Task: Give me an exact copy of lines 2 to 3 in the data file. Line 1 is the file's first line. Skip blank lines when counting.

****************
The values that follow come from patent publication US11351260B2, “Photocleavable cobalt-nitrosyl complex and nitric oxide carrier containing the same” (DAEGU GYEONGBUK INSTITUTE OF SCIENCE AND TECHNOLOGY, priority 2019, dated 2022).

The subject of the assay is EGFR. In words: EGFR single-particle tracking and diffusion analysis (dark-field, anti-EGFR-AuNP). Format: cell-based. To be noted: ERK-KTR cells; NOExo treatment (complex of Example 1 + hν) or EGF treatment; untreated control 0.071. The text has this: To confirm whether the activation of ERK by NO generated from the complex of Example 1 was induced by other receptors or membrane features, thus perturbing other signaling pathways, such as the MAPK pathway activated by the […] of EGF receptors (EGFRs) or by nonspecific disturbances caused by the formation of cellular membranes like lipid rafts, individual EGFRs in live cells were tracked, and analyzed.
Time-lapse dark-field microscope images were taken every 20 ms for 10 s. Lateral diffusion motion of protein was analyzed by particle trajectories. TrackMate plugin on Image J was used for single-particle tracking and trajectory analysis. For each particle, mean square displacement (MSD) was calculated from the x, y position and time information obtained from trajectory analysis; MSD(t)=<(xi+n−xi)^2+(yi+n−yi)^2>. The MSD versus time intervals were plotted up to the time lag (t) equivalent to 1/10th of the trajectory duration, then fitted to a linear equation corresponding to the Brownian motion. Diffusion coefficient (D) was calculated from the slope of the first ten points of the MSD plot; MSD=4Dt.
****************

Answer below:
The subject of the assay is EGFR. In words: EGFR single-particle tracking and diffusion analysis (dark-field, anti-EGFR-AuNP). Format: cell-based. To be noted: ERK-KTR cells; NOExo treatment (complex of Example 1 + hν) or EGF treatment; untreated control 0.071. The text has this: To confirm whether the activation of ERK by NO generated from the complex of Example 1 was induced by other receptors or membrane features, thus perturbing other signaling pathways, such as the MAPK pathway activated by the […] of EGF receptors (EGFRs) or by nonspecific disturbances caused by the formation of cellular membranes like lipid rafts, individual EGFRs in live cells were tracked, and analyzed.
Time-lapse dark-field microscope images were taken every 20 ms for 10 s. Lateral diffusion motion of protein was analyzed by particle trajectories. TrackMate plugin on Image J was used for single-particle tracking and trajectory analysis. For each particle, mean square displacement (MSD) was calculated from the x, y position and time information obtained from trajectory analysis; MSD(t)=<(xi+n−xi)^2+(yi+n−yi)^2>. The MSD versus time intervals were plotted up to the time lag (t) equivalent to 1/10th of the trajectory duration, then fitted to a linear equation corresponding to the Brownian motion. Diffusion coefficient (D) was calculated from the slope of the first ten points of the MSD plot; MSD=4Dt.